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First saltie of year visits the Twin Ports

Federal Churchill is flying under the flag of the Marshall Islands and is captained by Arnab Roy of India. The ship was built in 2016 by Oshima Shipbuilding in Japan.

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A small crowd was on hand to witness the first saltie of the season, the Federal Churchill, travel under the Aerial Lift Bridge in Duluth Wednesday evening, April 8. The Federal Churchill will dock at the Riverland Ag terminal to load 23,000 short tons of wheat that is destined for Italy. (Jed Carlson / jcarlson@superiortelegram.com)
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The first saltie of the year made its way into the Duluth-Superior port Wednesday night with many looking on, a sure sign that spring is here.

The Federal Churchill, a 656-foot bulk carrier owned by Montreal-based Fednav, earned the first ship distinction, completing the season’s first full transit of the St. Lawrence Seaway en route to the Twin Ports.

The vessel was expected to dock at the Riverland Ag terminal to load approximately 23,000 short tons of durum wheat destined for Italy.

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Due to COVID-19 precautions, the annual first ship celebration event will not be held this year, however, a fixture of the celebration — the first ship contest, co-sponsored by Visit Duluth and the Duluth Seaway Port Authority — will crown a winner from more than 2,000 entries.

Federal Churchill is flying under the flag of the Marshall Islands and is captained by Arnab Roy of India. The ship was built in 2016 by Oshima Shipbuilding in Japan.

Protocols to mitigate COVID-19 risks

With seafarers coming to the Twin Ports from all over the world, protocols and precautions have been put in place to help mitigate the risk of spreading COVID-19.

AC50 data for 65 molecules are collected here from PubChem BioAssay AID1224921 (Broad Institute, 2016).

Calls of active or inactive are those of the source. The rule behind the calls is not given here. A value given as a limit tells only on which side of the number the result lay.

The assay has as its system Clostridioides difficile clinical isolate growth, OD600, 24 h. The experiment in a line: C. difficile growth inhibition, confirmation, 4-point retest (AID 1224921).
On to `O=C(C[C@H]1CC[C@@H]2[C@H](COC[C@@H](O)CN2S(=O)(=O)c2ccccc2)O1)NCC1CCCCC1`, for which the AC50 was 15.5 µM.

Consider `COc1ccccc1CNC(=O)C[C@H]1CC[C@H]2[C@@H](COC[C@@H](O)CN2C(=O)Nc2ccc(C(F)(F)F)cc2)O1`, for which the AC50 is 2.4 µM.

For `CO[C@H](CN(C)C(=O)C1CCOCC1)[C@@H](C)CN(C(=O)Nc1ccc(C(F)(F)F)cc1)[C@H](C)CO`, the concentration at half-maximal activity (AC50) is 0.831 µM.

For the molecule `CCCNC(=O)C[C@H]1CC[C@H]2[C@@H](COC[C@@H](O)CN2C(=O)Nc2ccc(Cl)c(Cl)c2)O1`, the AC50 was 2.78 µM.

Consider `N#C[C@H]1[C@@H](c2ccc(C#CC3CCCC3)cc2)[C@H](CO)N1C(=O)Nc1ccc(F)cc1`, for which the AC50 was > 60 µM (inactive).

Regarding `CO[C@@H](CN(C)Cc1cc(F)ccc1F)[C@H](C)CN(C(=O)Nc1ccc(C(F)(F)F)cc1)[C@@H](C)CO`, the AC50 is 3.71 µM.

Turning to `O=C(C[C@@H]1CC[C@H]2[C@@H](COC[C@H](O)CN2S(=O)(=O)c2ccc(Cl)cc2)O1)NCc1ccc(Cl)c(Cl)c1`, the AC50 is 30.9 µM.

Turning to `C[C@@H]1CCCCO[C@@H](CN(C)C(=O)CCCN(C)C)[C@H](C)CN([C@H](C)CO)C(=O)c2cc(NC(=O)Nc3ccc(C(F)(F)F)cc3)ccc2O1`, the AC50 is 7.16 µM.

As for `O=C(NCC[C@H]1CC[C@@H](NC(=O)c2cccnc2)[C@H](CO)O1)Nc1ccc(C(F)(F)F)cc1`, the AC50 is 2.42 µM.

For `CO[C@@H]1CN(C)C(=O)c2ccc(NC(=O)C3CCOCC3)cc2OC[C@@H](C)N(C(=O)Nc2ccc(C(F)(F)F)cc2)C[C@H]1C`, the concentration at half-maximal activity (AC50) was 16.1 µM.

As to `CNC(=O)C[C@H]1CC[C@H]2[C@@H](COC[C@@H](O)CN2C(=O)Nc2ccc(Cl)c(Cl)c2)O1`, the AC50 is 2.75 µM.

“Everything from simple modifications, like supplying key shipping documents via email rather than hard copy, to operational changes,” said Jayson Hron, director of communication and marketing for the Duluth Seaway Port Authority.

Hron said captains and vessel operators are required to provide immediate and 96-hour advance notice of any crewmember illnesses or suspected symptoms to the U.S. Coast Guard and Center for Disease Control and Prevention before entering a port. That would activate a series of steps with those agencies, the CDC quarantine center in Minneapolis and local health care providers, he said.

Hron said seafarers can leave their ships under certain conditions, though many shipping companies are advising against doing so.

“On board the ships, the shipping companies have also instituted new procedures and safeguards to keep their crews safe, much like homes and offices throughout North America — extra sanitization steps; social distancing whenever possible — even at mealtimes, et cetera,” Hron said. “Seafarers actually constitute a lower-risk population for COVID-19, because they spend almost all of their time inside the ships, on the water, away from the general population.”

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